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My assessment: 6/10.
Summary: Worth a visit, but do not expect a film of the book.
Let's be honest: if you take away the comic ideas from the Hitch Hiker books, there isn't a lot left. On the other hand these comic ideas are so good that this does not much matter.
Example: the earth is destroyed to make way for a hyperspace bypass. Not evil aliens wanting to take over the galaxy, or some inexorable cosmic cataclysm like an asteroid strike: just a boring government department needing to build an express route and earth unfortunately being in the way. That is a funny idea.
Example: The Vogons write terrible poetry, and read it out to prisoners. The idea of an officious race like the Vogons wanting to "improve" themselves by writing poetry is funny. The idea of them realising that they aren't ever going to be any good at it is also funny. The idea that, having accepted that they aren't ever going to be any good it, they would use it to torture prisoners, is funny as well. To quote from the book, after Arthur's futile attempt to say something good about the Vogon poem:
A steel door closed and the captain was on his own again. He hummed quietly and mused to himself, lightly fingering his notebook of verses.
'Hmmm,' he said, 'counterpoint the surrealism of the underlying metaphor ...' He considered this for a moment, and then closed the book with a grim smile.
'Death's too good for them,' he said.
(And by the way, where was this gem in the film?)
Example: A manic depressive robot. Funny idea (as long as it is not done to death).
The characters in the book were flimsy to the point of being non-existent. The only one who seemed real was Arthur Dent, and although I never knew Douglas Adams personally (apart from a brief encounter at a book signing twenty years ago), based on the interviews I read I wondered whether A.D. was not in fact D.A., the latter just using the former as a means of writing himself into the story.
On the subject of story, the fact is that there really wasn't one: no plot and no character development (plots did not start until book three). There was just a collection of ideas, most of them comic, some of them incredibly insightful, linked together like a sequence of Monty Python sketches. For loose ends and paradoxes, Douglas Adams was hard to beat. Arthur Dent, who started off dazed and confused, ended up dazed and confused, but without a planet. The other characters seemed so insubstantial that you did not much care about what happened to them anyway. After earth's demolition, there was no more story to speak of - just ideas, some comic, some mind-boggling, some (like Deep Thought) both comic and mind-boggling.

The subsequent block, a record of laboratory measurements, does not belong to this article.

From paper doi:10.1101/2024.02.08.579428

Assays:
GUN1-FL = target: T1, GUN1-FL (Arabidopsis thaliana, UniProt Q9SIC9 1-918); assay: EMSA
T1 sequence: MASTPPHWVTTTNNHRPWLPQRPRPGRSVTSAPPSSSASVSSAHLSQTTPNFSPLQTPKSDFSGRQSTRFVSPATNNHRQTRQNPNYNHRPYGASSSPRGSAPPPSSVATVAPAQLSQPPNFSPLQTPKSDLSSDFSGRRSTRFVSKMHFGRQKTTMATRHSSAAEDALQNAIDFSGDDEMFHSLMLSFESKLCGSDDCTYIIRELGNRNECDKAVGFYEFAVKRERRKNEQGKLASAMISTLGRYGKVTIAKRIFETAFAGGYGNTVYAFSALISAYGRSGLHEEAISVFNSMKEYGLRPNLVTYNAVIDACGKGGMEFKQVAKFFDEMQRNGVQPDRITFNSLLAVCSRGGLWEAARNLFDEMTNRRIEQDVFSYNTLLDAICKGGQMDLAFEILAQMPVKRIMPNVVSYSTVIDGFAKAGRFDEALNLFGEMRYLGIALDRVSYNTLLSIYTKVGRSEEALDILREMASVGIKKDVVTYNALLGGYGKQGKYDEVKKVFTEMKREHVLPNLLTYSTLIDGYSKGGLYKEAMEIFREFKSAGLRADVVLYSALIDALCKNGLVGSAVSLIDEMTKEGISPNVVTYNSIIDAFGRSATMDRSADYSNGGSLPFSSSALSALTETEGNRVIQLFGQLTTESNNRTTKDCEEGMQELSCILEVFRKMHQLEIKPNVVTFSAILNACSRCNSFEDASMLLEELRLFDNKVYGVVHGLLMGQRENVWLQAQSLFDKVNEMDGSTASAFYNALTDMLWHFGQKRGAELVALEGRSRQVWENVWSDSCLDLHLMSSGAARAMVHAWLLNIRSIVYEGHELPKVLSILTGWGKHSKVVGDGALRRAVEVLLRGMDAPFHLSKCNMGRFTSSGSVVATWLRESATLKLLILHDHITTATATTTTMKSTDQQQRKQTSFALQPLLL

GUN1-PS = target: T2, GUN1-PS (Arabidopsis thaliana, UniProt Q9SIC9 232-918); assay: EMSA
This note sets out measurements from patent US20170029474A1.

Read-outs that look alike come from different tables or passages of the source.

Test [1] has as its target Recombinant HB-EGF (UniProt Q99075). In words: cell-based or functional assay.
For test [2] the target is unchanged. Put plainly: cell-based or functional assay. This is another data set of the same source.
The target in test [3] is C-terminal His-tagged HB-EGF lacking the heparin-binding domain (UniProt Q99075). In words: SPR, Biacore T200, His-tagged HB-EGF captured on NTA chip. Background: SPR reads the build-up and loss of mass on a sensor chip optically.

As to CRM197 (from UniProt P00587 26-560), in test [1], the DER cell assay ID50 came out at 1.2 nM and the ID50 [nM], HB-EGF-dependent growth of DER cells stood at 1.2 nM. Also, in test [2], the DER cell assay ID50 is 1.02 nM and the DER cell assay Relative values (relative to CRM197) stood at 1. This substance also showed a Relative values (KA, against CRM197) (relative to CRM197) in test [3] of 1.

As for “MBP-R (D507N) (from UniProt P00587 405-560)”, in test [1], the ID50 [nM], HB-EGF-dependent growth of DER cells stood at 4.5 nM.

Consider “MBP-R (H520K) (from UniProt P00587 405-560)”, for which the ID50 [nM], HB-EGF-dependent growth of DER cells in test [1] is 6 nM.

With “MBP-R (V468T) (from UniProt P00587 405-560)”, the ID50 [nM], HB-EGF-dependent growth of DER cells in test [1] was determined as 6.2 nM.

On these grounds, therefore, the value to Hollywood ought to be strictly limited. And so it is. To make it work for Hollywood, they had to do a number of things:
1. Give it a point. In the film we have boy meets girl, girl goes off with alien, boy meets girl again on alien's spaceship, girl eventually realises boy is better than alien, boy and girl get together. So here is a story in the usual sense, and at the end there is a nice feeling that something good has come out of all the chaos. In the book we got no further than boy seeing girl on alien's spaceship, and one would search the book in vain for any "feelgood" messages (unless, of course, one was to count Eccentrica Gallumbits here, the triple-breasted whore from Eroticon VI).
2. Create some spectacular visuals. Some of these will truly blow your mind, Magrathea in particular. I like to sit in the front row in cinemas, and seeing the Magrathea scene for the first time really was mind-blowing. It is worth going to see the film for this scene alone.
3. Have believable characters. The film retained the shallowness of Ford Prefect and Zaphod Beeblebrox, but gave Arthur and Trillian more depth, as was necessary given the modifications to the story. Humma Kavula, who never appeared in the book, played by John Malkovitch, is a welcome addition in the film.
The problem with all of this is similar to the problem with neutering a dog. In domesticating it one also takes away an essential part of its personality. Hitch hiker's probably should never have been made into a film. It is interesting to reflect that although Douglas Adams invented Science Fiction comedy, it was the Men In Black films that first made the concept work for the big screen. It may well be that the Men In Black films could never have happened without Douglas Adams (he seems to have thought so, anyway), but it does somewhat make the point that if he had set out specifically to write an SF comedy for the big screen earlier rather than trying to adapt Hitch hiker's, he might have had his name on Hollywood film credits earlier.
Chris Oakley, 2nd May 2005.